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The idea that a higher education is primarily about accumulating skills tends to gain currency in times like these, when students -- and, for those of traditional age, their anxious parents -- watch the ranks of the jobless grow steadily. The sort of exploration -- even dabbling -- in which many students have historically engaged may seem like a luxury in an era when vocational interests might seem to trump all others.

The traditional argument against such an approach is that exposure to a broad array of subjects and educational approaches helps students develop as engaged, thoughtful citizens and in other important ways. But a new study suggests that giving students time to figure out their academic paths may actually result in their making better career choices, too.

The study, which was published by (and is available for purchase from) the National Bureau of Economic Research, was conducted by Ofer Malamud, an assistant professor of economics at the University of Chicago's Harris School of Public Policy.

As a high school student in Hong Kong, where he was trained in a British-style secondary school system, Malamud contemplated attending a university in England, but hesitated because the postsecondary system there would have required him to choose a major right out of high school. Mechanical engineering attracted him, but he was unsure enough about it -- and reluctant enough to commit -- that he wound up going to college in the United States.

As is obvious from his title, Malamud wound up not becoming an engineer, but his experience left him wondering, as a labor economist, about education's relationship to and impact on career choice. "There's a lot of attention paid to the role of a college education in helping students accumulate skills they can use in the work place, but quite a bit less to what education teaches you about yourself -- about your talents and tastes," says Malamud. "This study was designed to test whether education provides information [about the student] as well as skills."

To try to answer that question, Malamud compared entering college students in England, who apply for a specific field of university study while in high school, with those in Scotland, who enter a broad "faculty" for their first two years and typically specialize in a single discipline only for the second half of their time at a university. (The Scottish model is much more closely equivalent to most undergraduate education in the United States.)

Malamud tracked graduates from the two countries' postsecondary institutions into the labor market to see how closely aligned their career choices were with the fields in which they specialized in college. (Some of the connections -- mechanical engineering to mechanical engineer, say -- were much clearer than others, such as historian to, say, librarian or archivist, Malamud acknowledges.)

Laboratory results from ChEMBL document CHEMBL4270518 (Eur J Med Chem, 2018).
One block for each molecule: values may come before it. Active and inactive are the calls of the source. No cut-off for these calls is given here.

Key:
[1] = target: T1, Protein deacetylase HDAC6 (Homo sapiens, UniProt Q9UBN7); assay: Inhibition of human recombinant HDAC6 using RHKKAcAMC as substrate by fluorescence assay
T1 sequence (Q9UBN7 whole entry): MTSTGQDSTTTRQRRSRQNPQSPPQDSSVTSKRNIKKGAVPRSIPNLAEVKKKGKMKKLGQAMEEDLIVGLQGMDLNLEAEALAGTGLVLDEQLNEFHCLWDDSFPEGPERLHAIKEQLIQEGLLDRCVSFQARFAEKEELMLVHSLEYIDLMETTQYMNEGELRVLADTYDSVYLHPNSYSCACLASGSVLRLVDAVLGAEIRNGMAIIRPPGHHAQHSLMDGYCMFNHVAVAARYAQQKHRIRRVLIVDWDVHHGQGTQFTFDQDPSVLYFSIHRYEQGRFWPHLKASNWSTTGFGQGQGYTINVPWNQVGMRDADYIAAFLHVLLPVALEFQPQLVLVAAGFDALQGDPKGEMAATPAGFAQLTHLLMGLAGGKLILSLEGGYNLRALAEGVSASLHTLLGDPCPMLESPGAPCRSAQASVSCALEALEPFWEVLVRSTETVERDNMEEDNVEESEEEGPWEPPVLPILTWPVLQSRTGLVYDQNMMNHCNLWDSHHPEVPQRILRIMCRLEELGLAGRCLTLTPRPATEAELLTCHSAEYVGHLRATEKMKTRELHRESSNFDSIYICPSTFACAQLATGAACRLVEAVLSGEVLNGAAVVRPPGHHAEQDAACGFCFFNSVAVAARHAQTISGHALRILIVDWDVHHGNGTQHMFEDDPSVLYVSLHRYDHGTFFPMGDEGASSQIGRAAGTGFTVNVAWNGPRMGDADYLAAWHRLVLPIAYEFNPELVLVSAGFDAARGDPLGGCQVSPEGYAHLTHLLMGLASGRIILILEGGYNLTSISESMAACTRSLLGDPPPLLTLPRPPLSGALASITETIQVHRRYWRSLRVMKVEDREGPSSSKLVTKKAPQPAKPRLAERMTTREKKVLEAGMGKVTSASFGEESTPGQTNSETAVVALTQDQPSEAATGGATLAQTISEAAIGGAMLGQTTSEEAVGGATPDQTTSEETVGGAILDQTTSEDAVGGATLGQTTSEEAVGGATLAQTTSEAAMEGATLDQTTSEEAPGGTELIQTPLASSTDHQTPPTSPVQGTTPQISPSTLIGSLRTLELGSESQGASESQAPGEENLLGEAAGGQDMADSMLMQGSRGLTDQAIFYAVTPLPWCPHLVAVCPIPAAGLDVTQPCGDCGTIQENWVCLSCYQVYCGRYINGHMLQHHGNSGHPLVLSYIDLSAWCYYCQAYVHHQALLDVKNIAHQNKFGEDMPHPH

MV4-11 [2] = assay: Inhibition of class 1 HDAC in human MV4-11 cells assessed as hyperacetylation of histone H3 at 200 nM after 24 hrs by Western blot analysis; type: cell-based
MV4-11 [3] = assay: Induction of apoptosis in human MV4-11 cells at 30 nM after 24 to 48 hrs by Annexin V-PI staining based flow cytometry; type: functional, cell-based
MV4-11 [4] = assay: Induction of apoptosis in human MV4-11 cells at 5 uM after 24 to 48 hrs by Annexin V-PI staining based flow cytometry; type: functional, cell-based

Malamud's thinking was this: "If education was just about accumulating skills, and you specialized really early" -- as the English students do -- "you'd be much less likely to switch out of your field, because you'd lose all the skills you accumulated.... You'd expect a place like England to have fewer switchers, because students have a lot more to lose."

In fact, the data showed that students who emerged from the English institutions were about 20 percent more likely than their peers in Scotland to end up in careers that were not aligned with their university majors. The patterns hold up not just immediately after graduation, but six years after students left college, too.

English students, Malamud says, "were specializing so early that they're making more mistakes."

The students at Scottish institutions, by contrast, seem more likely to have chosen to study fields that successfully aligned with their career interests, says Malamud, success that he attributes to the time and freedom they're given to experiment with a broad range of fields, and to learn both what they like and what they're good at.

Malamud's study, so far, doesn't answer the question of whether students who are given more time to specialize necessarily end up making the right choices, either for them as individuals or for the economy; satisfaction surveys or earnings data some number of years after graduates enter the work force would be required to try to get at that, he notes.

But he does posit -- without great data to back it up -- that someone who (like he almost did) "specializes too early in mechanical engineering, only to switch to economics, probably would have been better off majoring in economics from the start.... When you specialize later, you can avoid making mistakes, avoid losing skills, and seem to end up better aligned and better matched."

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